Death March into Russia

Death March into Russia - Klaus Willmann

Death March into Russia

In this rare World War II memoir, Lothar Herrmann, a soldier from the Wehrmacht, details his unimaginable experience as a German Prisoner-of-War in the Soviet Union.

Hermann grew up in Bavaria, going through the RAD (Nazi Labour Service) before being conscripted into a Wehrmacht Mountain Division (the Gebirgsdivision) in 1940. He participated in Germany's advance through southern Ukraine in 1941 and, in 1944, was arrested in Romania while retreating to Germany. The Romanians passed him onto the Soviets, who placed him in a forced labour camp, where he watched two-thirds of prisoners around him die. In 1949, Herrmann was finally released to Germany and returned to Bavaria.

Three million German troops were taken prisoner by the Red Army and around two-thirds of them survived to return to Germany in 1949, but their stories are little known. Klaus Willmann draws on interviews he conducted with Herrmann, to recount these astonishing recollections in the first-person. Depicting the challenges of growing up in Nazi Bavaria to becoming a Soviet prisoner-of-war, this is a gripping and enlightening account from a necessary but rarely explored perspective.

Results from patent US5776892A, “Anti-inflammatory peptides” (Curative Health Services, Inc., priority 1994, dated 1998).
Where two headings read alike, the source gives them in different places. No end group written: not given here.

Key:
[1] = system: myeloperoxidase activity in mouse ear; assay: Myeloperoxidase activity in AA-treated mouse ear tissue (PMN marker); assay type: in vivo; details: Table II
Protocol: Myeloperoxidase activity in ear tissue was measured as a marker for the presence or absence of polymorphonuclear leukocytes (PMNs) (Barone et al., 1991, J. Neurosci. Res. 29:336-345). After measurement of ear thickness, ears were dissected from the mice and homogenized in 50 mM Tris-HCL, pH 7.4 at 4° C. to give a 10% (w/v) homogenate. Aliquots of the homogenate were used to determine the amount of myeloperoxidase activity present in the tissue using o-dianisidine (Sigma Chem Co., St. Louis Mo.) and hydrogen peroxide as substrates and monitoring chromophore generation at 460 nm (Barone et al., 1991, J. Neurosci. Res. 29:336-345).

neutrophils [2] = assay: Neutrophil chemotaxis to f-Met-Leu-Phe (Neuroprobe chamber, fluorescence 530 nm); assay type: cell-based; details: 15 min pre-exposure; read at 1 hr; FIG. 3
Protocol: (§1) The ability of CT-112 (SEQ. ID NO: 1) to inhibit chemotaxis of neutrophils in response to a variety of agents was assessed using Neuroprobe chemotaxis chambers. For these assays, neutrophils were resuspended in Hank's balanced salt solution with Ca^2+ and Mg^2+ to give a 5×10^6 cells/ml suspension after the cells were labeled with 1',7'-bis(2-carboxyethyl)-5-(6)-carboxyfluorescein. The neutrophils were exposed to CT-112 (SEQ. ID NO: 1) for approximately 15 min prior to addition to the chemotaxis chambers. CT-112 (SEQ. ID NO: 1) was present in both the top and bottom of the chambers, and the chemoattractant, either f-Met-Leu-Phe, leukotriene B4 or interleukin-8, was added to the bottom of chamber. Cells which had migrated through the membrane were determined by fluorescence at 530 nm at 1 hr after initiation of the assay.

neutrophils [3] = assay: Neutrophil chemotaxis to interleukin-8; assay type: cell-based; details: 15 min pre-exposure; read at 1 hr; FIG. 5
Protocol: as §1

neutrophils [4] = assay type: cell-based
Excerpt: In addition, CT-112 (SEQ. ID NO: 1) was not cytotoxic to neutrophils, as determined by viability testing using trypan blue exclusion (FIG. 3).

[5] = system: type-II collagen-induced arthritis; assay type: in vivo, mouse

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In this rare World War II memoir, Lothar Herrmann, a soldier from the Wehrmacht, details his unimaginable experience as a German Prisoner-of-War in the Soviet Union.

Hermann grew up in Bavaria, going through the RAD (Nazi Labour Service) before being conscripted into a Wehrmacht Mountain Division (the Gebirgsdivision) in 1940. He participated in Germany's advance through southern Ukraine in 1941 and, in 1944, was arrested in Romania while retreating to Germany. The Romanians passed him onto the Soviets, who placed him in a forced labour camp, where he watched two-thirds of prisoners around him die. In 1949, Herrmann was finally released to Germany and returned to Bavaria.

Three million German troops were taken prisoner by the Red Army and around two-thirds of them survived to return to Germany in 1949, but their stories are little known. Klaus Willmann draws on interviews he conducted with Herrmann, to recount these astonishing recollections in the first-person. Depicting the challenges of growing up in Nazi Bavaria to becoming a Soviet prisoner-of-war, this is a gripping and enlightening account from a necessary but rarely explored perspective.
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